Surely, he was disconcerted by the sport’s death toll and by the thought of losing so many blue-blooded young men, but it wasn’t until his own son, Theodore Roosevelt Jr., sustained a gruesome injury that the president decided to act. Theodore Jr. was playing for his father’s alma mater at Harvard University when he sustained a gnarly cut above the eye. The gash occurred only during a practice, but the sanguinary event caused in the president and doting father quite a stir. What’s more, Theodore Jr. later broke his nose during a freshman game against arch-rival Yale University.
For what it’s worth, it might be noted here that Theodore Jr. was by no means a frail and effete politician’s son. Later in life, the young Roosevelt served as the Assistant Secretary of the Navy (a role his father once held), Governor of Puerto Rico and of the Philippines (again, a role his father held before, only as Governor of New York in his time), and an infantry commander during the invasion of Normandy at Utah Beach during World War II. As an aside, all of President Roosevelt’s four sons served in the wars: one was wounded, two died (Kermit committed suicide and Quentin, a pilot, was shot down), but ironically, Theodore Jr. emerged from his assignments unscathed. The son who was so frequently injured by sport made it through the storming of France in one piece. However, he wasn’t to make it back stateside; Theodore Jr., aged fifty-seven, died of a heart attack one month after the invasion.
But enough was enough. President Roosevelt would no longer sit idly by while his son, and his nation’s sons, continued maiming one another on the gridiron. He decided to meet with the presidents of Harvard, Princeton, and Yale in 1905 to address the issue and chart a course forward. Teddy sought to “reduce the element of brutality” in the game, which—upon reflection—seems not to be asking for too much. Because the gathered universities were private institutions, President Roosevelt couldn’t coerce them to change. At the very least, though, he raised this important issue to the powers at be and forced the nation to take notice.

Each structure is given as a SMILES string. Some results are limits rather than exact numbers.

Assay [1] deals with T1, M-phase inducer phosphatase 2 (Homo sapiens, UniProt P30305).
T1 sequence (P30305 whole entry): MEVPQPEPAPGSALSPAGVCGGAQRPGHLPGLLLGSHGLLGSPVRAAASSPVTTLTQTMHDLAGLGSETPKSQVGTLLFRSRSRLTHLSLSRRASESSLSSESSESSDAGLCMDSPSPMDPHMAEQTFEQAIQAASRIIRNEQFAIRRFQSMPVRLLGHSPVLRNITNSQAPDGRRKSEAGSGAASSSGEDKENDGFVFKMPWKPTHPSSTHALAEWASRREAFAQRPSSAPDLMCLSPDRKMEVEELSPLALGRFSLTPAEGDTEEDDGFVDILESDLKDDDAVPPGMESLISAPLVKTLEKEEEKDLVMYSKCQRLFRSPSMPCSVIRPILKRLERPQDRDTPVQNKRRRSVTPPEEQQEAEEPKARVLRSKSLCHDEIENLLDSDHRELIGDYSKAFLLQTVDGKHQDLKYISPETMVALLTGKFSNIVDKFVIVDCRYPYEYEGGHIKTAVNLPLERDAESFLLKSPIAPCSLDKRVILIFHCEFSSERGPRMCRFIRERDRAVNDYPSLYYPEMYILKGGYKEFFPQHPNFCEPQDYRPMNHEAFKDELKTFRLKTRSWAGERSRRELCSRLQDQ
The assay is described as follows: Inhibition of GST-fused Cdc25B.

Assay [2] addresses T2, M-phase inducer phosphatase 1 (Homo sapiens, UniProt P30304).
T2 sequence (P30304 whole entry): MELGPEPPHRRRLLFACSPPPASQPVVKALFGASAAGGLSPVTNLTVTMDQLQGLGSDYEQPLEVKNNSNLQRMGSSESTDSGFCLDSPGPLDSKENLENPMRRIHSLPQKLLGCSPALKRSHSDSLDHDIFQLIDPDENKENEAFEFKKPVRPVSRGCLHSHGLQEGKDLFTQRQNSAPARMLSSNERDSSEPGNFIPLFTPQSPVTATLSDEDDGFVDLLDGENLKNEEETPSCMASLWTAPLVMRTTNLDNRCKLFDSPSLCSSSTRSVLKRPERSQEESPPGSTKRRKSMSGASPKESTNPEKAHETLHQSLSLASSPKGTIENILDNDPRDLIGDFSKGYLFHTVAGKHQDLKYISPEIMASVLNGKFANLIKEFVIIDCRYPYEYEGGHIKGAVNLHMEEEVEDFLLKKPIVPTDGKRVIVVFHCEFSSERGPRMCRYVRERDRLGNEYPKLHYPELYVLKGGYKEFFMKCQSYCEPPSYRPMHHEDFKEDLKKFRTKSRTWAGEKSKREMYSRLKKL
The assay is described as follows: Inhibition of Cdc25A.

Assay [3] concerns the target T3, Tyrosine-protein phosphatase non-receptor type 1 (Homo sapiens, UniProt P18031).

Acting in part on President Roosevelt’s plea, the university directors decided to make a change. In the following years, no less than sixty university presidents gathered to decide on the game’s future. They ultimately agreed upon the establishment of the National Collegiate Athletic Association, or NCAA, in 1910. Thus implemented, the NCAA was able to regulate play and make football much safer than it had ever been before.
We now fast-forward to the present day. Much like it did in 1905, football again finds itself in a crisis. And as before, it’s a predominant talking point in the sport-loving public’s mind. Concussions, and their consequent CTE (or, chronic traumatic encephalopathy), are imperiling not only the players, but the game itself. Evidence linking the sport and the chronic, often-fatal condition is irrefutable. The NFL, first as a business and secondly as a group stakeholders concerned with matters of player health and welfare, have dallied but can no longer deny that this is the truth.
In their own ways, the past and current presidents, just like Theodore Roosevelt before them, have addressed this formidable question facing football today. President Obama, in 2014, hosted a “Youth Concussion Summit” to raise awareness about the issue. Whether or not it was efficacious is tough to gauge. The summit earmarked a shared $30 million investment from the Department of Defense and NCAA to conduct a comprehensive clinical study of concussions in sports. The NFL also pledged an extra $25 million to the cause.
President Trump seems less keen to explore the issue. At his speech in Alabama two weeks ago, he lamented the days of yore when the game was more brutal than currently it is. He recounted watching two players making a “beautiful tackle” and then, “boom…fifteen yards”, as if to say they were penalized for their fine hit. He said that those trying to temper the tough, highlight-reel hits are “ruining the game”. The players “want to hit” after all, but penalizing them for doing so is “ruining the game”.
Although one might prefer Trump be more forward-thinking on the issue, like President Roosevelt in his time and Obama in his, it isn’t all that surprising that he feels as he does. These are the words of a seventy-year old football fan remembering fondly the game with which he fell in love many years ago. He longs for the Dick LeBeau’s and the Ronnie Lott’s who made high-impact collisions seem quotidian. I daresay any man from his generation might long for and hence say the same thing. He is the president, though, and his sentiments—no matter how widely shared amongst his fellow septuagenarians—carry added import. He’d only be helping the cause, as Roosevelt was pushed to do over one hundred years ago, if he were in some way able to reframe his thought—and maybe save the minds of these players.